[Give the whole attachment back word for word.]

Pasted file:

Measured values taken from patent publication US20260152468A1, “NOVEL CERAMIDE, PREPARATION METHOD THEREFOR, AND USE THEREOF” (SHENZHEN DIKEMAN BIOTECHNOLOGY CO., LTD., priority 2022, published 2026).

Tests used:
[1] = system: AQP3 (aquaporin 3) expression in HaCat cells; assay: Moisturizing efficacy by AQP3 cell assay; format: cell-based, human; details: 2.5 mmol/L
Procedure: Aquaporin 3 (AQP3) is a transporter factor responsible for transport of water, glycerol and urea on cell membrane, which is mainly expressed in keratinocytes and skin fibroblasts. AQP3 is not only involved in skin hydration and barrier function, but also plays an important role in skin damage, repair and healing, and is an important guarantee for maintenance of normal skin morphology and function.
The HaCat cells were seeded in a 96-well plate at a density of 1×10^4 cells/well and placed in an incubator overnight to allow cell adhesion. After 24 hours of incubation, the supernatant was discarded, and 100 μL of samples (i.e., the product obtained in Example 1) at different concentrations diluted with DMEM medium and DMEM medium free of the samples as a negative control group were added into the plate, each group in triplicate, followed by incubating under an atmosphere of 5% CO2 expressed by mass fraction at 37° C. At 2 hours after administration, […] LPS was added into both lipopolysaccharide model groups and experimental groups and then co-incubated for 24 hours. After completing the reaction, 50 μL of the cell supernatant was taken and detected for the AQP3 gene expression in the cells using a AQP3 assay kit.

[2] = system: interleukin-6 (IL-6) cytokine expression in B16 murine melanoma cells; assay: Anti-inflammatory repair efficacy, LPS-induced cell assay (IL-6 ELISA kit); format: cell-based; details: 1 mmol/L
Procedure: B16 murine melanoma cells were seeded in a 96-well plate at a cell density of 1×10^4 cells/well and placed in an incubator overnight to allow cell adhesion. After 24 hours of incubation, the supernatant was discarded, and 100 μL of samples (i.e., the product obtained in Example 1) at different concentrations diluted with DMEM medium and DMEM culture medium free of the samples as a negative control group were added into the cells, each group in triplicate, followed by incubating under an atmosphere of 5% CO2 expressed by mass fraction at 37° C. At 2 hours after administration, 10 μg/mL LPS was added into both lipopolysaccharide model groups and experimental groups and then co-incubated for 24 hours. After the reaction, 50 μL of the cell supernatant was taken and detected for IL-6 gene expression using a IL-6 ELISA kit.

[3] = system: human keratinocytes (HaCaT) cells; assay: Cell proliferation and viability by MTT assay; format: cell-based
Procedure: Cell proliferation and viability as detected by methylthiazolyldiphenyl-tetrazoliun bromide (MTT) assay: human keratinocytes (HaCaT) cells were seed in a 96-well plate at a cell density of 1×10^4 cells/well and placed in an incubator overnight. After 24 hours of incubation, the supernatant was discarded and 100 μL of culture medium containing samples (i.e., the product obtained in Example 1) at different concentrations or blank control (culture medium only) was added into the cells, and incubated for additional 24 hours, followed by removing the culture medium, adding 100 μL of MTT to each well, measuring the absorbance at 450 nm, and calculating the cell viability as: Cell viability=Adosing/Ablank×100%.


Measured values taken from patent publication US20260152468A1, “NOVEL CERAMIDE, PREPARATION METHOD THEREFOR, AND USE THEREOF” (SHENZHEN DIKEMAN BIOTECHNOLOGY CO., LTD., priority 2022, published 2026).

Tests used:
[1] = system: AQP3 (aquaporin 3) expression in HaCat cells; assay: Moisturizing efficacy by AQP3 cell assay; format: cell-based, human; details: 2.5 mmol/L
Procedure: Aquaporin 3 (AQP3) is a transporter factor responsible for transport of water, glycerol and urea on cell membrane, which is mainly expressed in keratinocytes and skin fibroblasts. AQP3 is not only involved in skin hydration and barrier function, but also plays an important role in skin damage, repair and healing, and is an important guarantee for maintenance of normal skin morphology and function.
The HaCat cells were seeded in a 96-well plate at a density of 1×10^4 cells/well and placed in an incubator overnight to allow cell adhesion. After 24 hours of incubation, the supernatant was discarded, and 100 μL of samples (i.e., the product obtained in Example 1) at different concentrations diluted with DMEM medium and DMEM medium free of the samples as a negative control group were added into the plate, each group in triplicate, followed by incubating under an atmosphere of 5% CO2 expressed by mass fraction at 37° C. At 2 hours after administration, […] LPS was added into both lipopolysaccharide model groups and experimental groups and then co-incubated for 24 hours. After completing the reaction, 50 μL of the cell supernatant was taken and detected for the AQP3 gene expression in the cells using a AQP3 assay kit.

[2] = system: interleukin-6 (IL-6) cytokine expression in B16 murine melanoma cells; assay: Anti-inflammatory repair efficacy, LPS-induced cell assay (IL-6 ELISA kit); format: cell-based; details: 1 mmol/L
Procedure: B16 murine melanoma cells were seeded in a 96-well plate at a cell density of 1×10^4 cells/well and placed in an incubator overnight to allow cell adhesion. After 24 hours of incubation, the supernatant was discarded, and 100 μL of samples (i.e., the product obtained in Example 1) at different concentrations diluted with DMEM medium and DMEM culture medium free of the samples as a negative control group were added into the cells, each group in triplicate, followed by incubating under an atmosphere of 5% CO2 expressed by mass fraction at 37° C. At 2 hours after administration, 10 μg/mL LPS was added into both lipopolysaccharide model groups and experimental groups and then co-incubated for 24 hours. After the reaction, 50 μL of the cell supernatant was taken and detected for IL-6 gene expression using a IL-6 ELISA kit.

[3] = system: human keratinocytes (HaCaT) cells; assay: Cell proliferation and viability by MTT assay; format: cell-based
Procedure: Cell proliferation and viability as detected by methylthiazolyldiphenyl-tetrazoliun bromide (MTT) assay: human keratinocytes (HaCaT) cells were seed in a 96-well plate at a cell density of 1×10^4 cells/well and placed in an incubator overnight. After 24 hours of incubation, the supernatant was discarded and 100 μL of culture medium containing samples (i.e., the product obtained in Example 1) at different concentrations or blank control (culture medium only) was added into the cells, and incubated for additional 24 hours, followed by removing the culture medium, adding 100 μL of MTT to each well, measuring the absorbance at 450 nm, and calculating the cell viability as: Cell viability=Adosing/Ablank×100%.